My Thoughts (Spoilers)

  • New to the board or trying to figure out how something works here? Check out the User Guide.
  • The message board will be closed:
    From 4pm ET Monday, October 1st to 8:30am ET Thursday, October 18th.
    As always, the Board will be open to read and those who have those privileges can still send private messages and post to Profiles.

  • The message board is closed between the hours of 4pm ET Friday and 8:30am ET Monday.

    As always, the Board will be open to read and those who have those privileges can still send private messages and post to Profiles.

Grant87

Well-Known Member
Jan 3, 2015
342
1,728
31
#1
I finished up The Dead Zone this past weekend and really enjoyed it. I knew the basic premise of the story going in, but had never read the novel or seen any of the adaptations before. It's safe to say this is a King novel that really exceeded my expectations.

I was surprised at the emotional depth of this novel. The themes of love and loss are prevalent throughout, especially during the first act. Most of the characters experienced loss, and it was interesting to see how each of them handled it. The story of Johnny and Sarah is absolutely heartbreaking. Johnny's story is something to behold, but the timeless bond between him and Sarah was written so beautifully.

For a relatively short novel, King was able to expertly weave together many different story lines, over a considerable length of time. It almost had a TV show feel to it, with the story playing out over the course of many episodes. I really liked the Castle Rock murder story, and would have loved to read more about it.

The Dead Zone was much different than King's other novels of the 70's. Very little horror to speak of, but the way King writes about love and loss really packed an emotional punch. I'm convinced the guy could write in any genre and do it well.

Rating: 8/10

Up Next: Firestarter
 

Shoesalesman

Well-Known Member
Aug 12, 2010
1,809
4,046
Edmonton, Alberta, Canada
#2
Good review. I finished TDZ a few days ago, but I must admit that it took me 30+ years to get to the last page. Let me explain...

I'd mentioned previously that TDZ was the first SK book (and first adult book for that matter) I took an interest in when I was 12 years old. This would have been around 1983. My only reading experience up to that point was Marvel and Archie comics. My enthusiasm in advancing to *bigger books* was met with a complete lack of commitment that novels and multi-layered stories require, and I found myself two-thirds of the way through and totally lost. Because it was due back at the school library, I returned it and never got around to recommitting to it again.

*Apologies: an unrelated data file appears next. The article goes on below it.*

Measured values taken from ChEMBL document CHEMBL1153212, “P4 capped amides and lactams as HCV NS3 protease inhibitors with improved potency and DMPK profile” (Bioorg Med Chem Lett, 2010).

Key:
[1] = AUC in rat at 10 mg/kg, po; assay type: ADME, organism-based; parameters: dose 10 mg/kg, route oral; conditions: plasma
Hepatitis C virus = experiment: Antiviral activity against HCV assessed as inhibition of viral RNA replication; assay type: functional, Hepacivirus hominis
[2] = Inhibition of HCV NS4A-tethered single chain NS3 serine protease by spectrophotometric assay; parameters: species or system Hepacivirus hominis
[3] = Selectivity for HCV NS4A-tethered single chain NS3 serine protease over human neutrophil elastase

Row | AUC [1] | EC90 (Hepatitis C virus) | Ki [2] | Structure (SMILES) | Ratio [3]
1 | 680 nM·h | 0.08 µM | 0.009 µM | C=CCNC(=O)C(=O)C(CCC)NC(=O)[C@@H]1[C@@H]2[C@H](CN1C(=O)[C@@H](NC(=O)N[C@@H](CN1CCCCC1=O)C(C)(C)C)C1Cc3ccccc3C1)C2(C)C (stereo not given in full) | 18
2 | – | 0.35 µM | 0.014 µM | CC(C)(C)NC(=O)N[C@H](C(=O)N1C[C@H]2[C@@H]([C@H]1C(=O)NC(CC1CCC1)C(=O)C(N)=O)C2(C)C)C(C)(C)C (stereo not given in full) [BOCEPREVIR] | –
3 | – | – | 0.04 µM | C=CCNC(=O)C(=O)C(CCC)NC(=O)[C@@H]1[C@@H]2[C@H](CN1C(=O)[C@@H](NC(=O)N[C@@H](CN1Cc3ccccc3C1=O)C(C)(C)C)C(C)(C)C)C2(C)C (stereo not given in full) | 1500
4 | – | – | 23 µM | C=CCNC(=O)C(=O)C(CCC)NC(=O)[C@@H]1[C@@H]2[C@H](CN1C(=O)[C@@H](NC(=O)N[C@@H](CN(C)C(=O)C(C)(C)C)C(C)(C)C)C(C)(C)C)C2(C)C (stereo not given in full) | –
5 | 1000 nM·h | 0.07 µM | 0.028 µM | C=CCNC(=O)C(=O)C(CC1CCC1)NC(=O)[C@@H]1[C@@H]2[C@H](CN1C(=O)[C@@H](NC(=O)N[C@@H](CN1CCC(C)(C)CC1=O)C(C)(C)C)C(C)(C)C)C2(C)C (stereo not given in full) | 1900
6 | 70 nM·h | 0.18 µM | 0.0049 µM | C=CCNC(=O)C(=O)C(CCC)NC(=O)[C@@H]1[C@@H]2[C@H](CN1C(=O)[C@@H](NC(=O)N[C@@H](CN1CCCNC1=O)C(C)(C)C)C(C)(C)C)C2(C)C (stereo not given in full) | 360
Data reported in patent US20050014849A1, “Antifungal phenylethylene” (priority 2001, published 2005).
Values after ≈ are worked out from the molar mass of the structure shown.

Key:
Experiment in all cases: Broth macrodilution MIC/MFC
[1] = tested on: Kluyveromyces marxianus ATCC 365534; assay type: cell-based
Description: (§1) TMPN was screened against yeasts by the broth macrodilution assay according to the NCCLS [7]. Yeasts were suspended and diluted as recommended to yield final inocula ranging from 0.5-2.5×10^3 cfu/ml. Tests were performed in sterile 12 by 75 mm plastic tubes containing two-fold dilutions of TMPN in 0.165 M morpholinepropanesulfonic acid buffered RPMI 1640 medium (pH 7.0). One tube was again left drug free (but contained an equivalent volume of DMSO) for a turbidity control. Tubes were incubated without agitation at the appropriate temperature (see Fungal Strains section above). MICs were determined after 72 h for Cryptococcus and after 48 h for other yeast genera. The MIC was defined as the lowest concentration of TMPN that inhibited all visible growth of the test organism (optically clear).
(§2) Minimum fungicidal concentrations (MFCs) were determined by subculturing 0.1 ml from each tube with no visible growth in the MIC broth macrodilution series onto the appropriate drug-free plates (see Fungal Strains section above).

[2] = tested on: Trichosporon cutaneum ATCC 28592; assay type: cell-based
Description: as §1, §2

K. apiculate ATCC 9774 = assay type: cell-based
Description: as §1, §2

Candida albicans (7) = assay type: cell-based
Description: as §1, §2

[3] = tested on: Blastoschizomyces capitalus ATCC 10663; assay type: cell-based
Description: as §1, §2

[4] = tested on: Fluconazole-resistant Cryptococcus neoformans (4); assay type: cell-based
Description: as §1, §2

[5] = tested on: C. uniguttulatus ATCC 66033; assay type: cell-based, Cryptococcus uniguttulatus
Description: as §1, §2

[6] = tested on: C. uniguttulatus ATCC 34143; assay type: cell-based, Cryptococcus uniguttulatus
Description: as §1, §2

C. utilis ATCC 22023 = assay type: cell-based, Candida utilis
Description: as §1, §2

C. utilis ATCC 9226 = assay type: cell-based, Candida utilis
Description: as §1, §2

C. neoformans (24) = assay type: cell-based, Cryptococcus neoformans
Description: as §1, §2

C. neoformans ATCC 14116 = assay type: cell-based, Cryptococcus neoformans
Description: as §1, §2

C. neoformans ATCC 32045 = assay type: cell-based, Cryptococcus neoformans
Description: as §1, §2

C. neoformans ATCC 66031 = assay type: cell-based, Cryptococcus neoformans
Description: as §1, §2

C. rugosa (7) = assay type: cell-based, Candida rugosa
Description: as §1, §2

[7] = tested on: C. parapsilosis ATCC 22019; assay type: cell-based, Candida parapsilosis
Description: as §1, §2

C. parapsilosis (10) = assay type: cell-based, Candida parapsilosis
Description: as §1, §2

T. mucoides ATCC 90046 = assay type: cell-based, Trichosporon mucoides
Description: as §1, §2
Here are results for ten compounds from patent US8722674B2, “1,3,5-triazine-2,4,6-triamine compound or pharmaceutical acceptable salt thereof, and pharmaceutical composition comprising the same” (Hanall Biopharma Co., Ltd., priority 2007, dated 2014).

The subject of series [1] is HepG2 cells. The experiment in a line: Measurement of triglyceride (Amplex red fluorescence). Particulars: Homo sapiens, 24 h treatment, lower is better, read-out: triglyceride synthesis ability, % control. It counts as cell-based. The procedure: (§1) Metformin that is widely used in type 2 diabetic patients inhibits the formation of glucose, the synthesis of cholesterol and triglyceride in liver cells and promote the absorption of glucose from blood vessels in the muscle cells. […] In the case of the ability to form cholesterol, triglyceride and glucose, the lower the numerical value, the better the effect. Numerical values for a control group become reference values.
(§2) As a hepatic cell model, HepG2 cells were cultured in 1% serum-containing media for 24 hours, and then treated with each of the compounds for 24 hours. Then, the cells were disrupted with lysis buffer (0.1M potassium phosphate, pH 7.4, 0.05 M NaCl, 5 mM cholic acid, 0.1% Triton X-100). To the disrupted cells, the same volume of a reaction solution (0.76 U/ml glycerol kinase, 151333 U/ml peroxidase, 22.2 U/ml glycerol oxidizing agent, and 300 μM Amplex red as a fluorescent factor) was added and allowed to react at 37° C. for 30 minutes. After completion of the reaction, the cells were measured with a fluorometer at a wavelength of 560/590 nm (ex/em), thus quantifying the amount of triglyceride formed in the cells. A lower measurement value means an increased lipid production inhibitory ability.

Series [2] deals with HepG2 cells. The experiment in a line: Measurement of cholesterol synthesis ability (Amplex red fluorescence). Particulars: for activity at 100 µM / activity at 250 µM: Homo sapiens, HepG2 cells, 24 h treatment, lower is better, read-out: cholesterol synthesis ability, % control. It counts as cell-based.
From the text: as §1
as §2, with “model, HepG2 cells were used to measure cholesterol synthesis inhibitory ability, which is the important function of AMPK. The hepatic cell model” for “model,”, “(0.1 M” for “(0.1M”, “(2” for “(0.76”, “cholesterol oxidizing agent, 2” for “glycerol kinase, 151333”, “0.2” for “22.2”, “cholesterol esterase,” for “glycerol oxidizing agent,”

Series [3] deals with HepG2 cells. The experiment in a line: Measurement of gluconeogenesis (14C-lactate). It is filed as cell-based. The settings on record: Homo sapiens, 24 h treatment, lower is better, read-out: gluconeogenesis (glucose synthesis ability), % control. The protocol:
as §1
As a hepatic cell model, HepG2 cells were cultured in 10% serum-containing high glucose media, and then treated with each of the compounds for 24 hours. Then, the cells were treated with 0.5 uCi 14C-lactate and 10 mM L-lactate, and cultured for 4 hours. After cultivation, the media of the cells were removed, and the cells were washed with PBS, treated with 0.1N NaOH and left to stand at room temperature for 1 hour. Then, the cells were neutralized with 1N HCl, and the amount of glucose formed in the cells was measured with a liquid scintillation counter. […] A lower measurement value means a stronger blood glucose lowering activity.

Until a few weeks ago.

Going back to read all SK books I'd passed on over the years or had only seen the film version, I pulled TDZ from my bookshelf and read it cover to cover. There were a few familiarities from when I opened it up as a kid, but I likely skimmed over massive sections just to locate a BIF! BAM! BOOF! part that never came.

The Dead Zone, this multi-decade experience, is behind me now. Bittersweet. But overall, a good feeling... and worth the wait.
 

doowopgirl

very avid fan
Aug 7, 2009
6,695
23,288
60
dublin ireland
#3
Good review. I finished TDZ a few days ago, but I must admit that it took me 30+ years to get to the last page. Let me explain...

I'd mentioned previously that TDZ was the first SK book (and first adult book for that matter) I took an interest in when I was 12 years old. This would have been around 1983. My only reading experience up to that point was Marvel and Archie comics. My enthusiasm in advancing to *bigger books* was met with a complete lack of commitment that novels and multi-layered stories require, and I found myself two-thirds of the way through and totally lost. Because it was due back at the school library, I returned it and never got around to recommitting to it again.

Until a few weeks ago.

Going back to read all SK books I'd passed on over the years or had only seen the film version, I pulled TDZ from my bookshelf and read it cover to cover. There were a few familiarities from when I opened it up as a kid, but I likely skimmed over massive sections just to locate a BIF! BAM! BOOF! part that never came.

The Dead Zone, this multi-decade experience, is behind me now. Bittersweet. But overall, a good feeling... and worth the wait.
See, when the time is right you will appreciate things differently.
 

Grant87

Well-Known Member
Jan 3, 2015
342
1,728
31
#4
Good review. I finished TDZ a few days ago, but I must admit that it took me 30+ years to get to the last page. Let me explain...

I'd mentioned previously that TDZ was the first SK book (and first adult book for that matter) I took an interest in when I was 12 years old. This would have been around 1983. My only reading experience up to that point was Marvel and Archie comics. My enthusiasm in advancing to *bigger books* was met with a complete lack of commitment that novels and multi-layered stories require, and I found myself two-thirds of the way through and totally lost. Because it was due back at the school library, I returned it and never got around to recommitting to it again.

Until a few weeks ago.